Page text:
far too much writing, far too many photos

Sometimes I find myself experiencing a state of mind that’s difficult to describe — a kind of happiness which may actually be illegal in certain localities within the contiguous United States.

Take this evening, for example. I’d had a pretty good day, all things considered: up before 7:30 to get ready for class, a bit bleary after another late night. Class from 9 to 1. Came home, dumped off my stuff, went back out, had a satisfying lunch. (This being the warm season, gazpacho is available as the first course in most restaurants that offer a ‘menú del día’ midday meal. Meaning gazpacho-lovers like myself currently have many opportunities for gastronomic joy.) Did the gym thing. Came home, decided to take a walk, maybe get some tapas, before getting some work done. The summer evenings here are mighty seductive -– long, langorous hours of daylight, warm temperatures, narrow streets busy with people out enjoying the waning day or shopping before heading home for the night.

Evening sunlight filled the east-west streets — orange and gold, soft, expansive. I left my building, taking a moment to enjoy the current display of posters on the wall across the street, then turned the corner on la Calle de Pelayo and walked an easy block to a local tapas joint. A space at the bar awaited, I slipped into it, ordering a few items -– a caña (a small glass of beer), a perrito (a variation on a hot dog, made with salchichón, a spicy Spanish sausage, wrapped and baked in pastry dough), a crepe vegetal, a couple more items, including a delicate sweet that seemed to have been both fried and baked. I ate, the place began to fill up, people-watching opportunities abounded, especially female people-watching. The food came to 3.40 euros, I happily tossed money at the folks behind the bar and wandered out to find an ATM machine, which magically handed me more euros.

From there, I took a route that would bring me through la Plaza de Chueca, the neighborhood focal point for entertainment and evening activity. The light, the air, the temperature all remained ideal, there were people to observe and shop windows to check out along the way (this being the summer sale season, shop windows are currently a major point of attention for just about everyone). By the time I turned into the wide cobblestone walkway that leads into the plaza, I’d slipped into a state I’d be hard-pressed to do justice to with the clumsy clusters of letters we call words. It was pretty fine, though, not filtered through worries or concerns or distracted thoughts.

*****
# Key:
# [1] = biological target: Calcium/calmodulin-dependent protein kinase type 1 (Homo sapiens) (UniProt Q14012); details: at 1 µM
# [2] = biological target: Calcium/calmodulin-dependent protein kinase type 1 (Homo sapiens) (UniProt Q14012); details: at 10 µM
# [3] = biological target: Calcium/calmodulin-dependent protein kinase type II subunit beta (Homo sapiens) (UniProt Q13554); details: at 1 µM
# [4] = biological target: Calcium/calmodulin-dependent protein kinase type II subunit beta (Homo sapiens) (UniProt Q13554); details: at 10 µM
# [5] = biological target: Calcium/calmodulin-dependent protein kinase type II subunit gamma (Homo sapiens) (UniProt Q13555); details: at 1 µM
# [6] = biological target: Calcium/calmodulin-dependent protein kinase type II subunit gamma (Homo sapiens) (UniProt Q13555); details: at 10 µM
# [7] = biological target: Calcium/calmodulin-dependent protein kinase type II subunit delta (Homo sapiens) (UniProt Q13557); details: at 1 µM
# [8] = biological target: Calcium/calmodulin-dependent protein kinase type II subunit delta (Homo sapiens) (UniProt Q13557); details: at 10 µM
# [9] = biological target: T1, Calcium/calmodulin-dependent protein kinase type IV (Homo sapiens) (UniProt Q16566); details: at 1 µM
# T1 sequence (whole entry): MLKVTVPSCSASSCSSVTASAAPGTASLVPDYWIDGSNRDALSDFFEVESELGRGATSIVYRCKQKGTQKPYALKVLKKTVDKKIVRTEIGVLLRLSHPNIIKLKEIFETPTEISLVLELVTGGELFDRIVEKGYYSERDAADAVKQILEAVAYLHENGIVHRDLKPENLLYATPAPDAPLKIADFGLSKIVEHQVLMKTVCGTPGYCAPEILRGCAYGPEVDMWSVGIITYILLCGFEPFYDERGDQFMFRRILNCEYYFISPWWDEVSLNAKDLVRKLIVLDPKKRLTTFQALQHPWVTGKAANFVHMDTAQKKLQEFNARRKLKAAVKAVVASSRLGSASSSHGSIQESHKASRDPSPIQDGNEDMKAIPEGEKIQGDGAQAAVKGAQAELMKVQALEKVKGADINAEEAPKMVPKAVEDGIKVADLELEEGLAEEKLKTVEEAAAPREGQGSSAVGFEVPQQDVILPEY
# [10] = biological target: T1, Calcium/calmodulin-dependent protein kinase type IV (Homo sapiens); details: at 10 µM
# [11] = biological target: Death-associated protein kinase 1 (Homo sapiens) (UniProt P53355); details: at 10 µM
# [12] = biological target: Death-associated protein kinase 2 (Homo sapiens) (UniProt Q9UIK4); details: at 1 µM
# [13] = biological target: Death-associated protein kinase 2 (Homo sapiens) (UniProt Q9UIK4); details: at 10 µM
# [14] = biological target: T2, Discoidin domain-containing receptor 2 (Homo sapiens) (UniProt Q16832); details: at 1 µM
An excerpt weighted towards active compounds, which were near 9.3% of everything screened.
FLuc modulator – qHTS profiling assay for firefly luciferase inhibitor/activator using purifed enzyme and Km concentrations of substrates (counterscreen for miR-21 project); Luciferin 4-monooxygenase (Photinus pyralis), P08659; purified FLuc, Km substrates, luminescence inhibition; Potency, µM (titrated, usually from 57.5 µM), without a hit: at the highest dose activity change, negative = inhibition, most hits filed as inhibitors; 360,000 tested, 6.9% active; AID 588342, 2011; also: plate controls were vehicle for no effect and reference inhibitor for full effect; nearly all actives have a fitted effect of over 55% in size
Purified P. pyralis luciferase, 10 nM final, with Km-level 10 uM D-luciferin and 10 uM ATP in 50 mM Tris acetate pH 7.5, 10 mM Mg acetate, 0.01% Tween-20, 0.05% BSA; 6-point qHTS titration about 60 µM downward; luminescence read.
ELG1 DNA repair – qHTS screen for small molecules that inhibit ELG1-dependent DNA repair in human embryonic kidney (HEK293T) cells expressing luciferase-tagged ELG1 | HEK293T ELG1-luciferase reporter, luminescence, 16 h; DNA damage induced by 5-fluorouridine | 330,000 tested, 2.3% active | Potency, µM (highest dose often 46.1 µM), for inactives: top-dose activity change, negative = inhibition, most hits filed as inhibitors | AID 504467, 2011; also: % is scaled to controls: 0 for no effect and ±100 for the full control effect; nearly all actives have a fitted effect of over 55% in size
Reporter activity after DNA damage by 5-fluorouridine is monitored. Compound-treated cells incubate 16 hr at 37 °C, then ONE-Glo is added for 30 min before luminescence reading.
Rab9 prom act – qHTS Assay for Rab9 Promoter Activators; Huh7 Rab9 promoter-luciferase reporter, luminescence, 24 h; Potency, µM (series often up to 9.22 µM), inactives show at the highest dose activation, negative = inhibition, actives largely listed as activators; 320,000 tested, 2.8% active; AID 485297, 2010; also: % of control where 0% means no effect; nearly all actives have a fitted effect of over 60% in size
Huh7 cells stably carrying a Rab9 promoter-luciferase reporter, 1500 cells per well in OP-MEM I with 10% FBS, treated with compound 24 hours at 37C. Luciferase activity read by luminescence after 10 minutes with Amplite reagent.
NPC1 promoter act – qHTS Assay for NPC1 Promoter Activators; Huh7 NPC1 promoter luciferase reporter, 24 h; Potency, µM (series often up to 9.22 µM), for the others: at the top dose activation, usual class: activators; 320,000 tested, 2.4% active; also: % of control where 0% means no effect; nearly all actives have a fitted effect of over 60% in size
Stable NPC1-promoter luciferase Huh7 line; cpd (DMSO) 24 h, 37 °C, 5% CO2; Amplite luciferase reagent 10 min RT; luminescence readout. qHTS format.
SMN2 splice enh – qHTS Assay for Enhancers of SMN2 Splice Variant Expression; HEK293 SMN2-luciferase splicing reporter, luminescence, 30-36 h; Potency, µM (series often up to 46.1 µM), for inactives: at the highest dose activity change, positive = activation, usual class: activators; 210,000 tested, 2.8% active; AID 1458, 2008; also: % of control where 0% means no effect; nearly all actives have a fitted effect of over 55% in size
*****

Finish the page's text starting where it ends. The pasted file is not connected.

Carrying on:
The thought that I might run into someone I knew drifted idly through my mind right about then, a few seconds later I heard my name being called, by a person who turned out to be the woman who ran a TEFL certification course I began then bailed on in September of 2000 not far from here. A nice woman with nice eyes. We talked a couple of minutes, she introduced me to the fellow sitting with her, in the course of the conversation I found myself saying that I thought I was happier here than I’ve ever been anywhere. I’m not sure why that makes me pause and think, but it does. Maybe ’cause it’s quite a statement and I found myself inflicting it on two people I hardly know.

That happened shortly before 9 o’clock. It’s now 10:15, a bit of daylight lingers in the western sky. The sound of people out enjoying the evening swells and ebbs like the sound of surf.

Class this morning turned out to be a genuine scene. To begin with, another person got tossed into the mix, a slightly heavyset Venezuelan –- one who’s apparently been in Canada instead of Venezuela and needs to work on his Spanish grammar. That brought the group up to six of us. And then there’s the fact that Alicia, our instructor for the morning session, seems to be getting far too much enjoyment out of inflicting an endless array of subjective verb forms, uses and exceptions on us. Far, far too much enjoyment. To the point that I’ve begun to suspect that the whole subjunctive verb hooha may be an elaborate scam, that the subjunctive verb form may not exist, that the Spaniards use normal, user-friendly verbs when they talk to each other and only trot out this murderous, brain-busting grammatical concept for foreign students who don’t know any better and will pay for classes in which they study a fictional, ever-expanding verb form, forking out bales of cash and so keeping the ever-growing number of Spanish teachers — a predatory bunch if I’ve ever seen one — employed and, it must be said, hugely entertained at our expense.

The daily subjunctive verb form torture got underway. Between our suffering and the endless laughing blabber of the group’s two Italians, the morning session grew more and more free-form, more chaotically expressive, and in the middle of it all sat Marco, the Venezuelan -– stolid, expressionless, barely moving except for his eyes -– like an impassive, olive-skinned Buddha, drinking cherry Coke and wondering what the hell he’d gotten himself into.

Education. One big laugh riot.

It’s late. I must point myself toward the bedroom.

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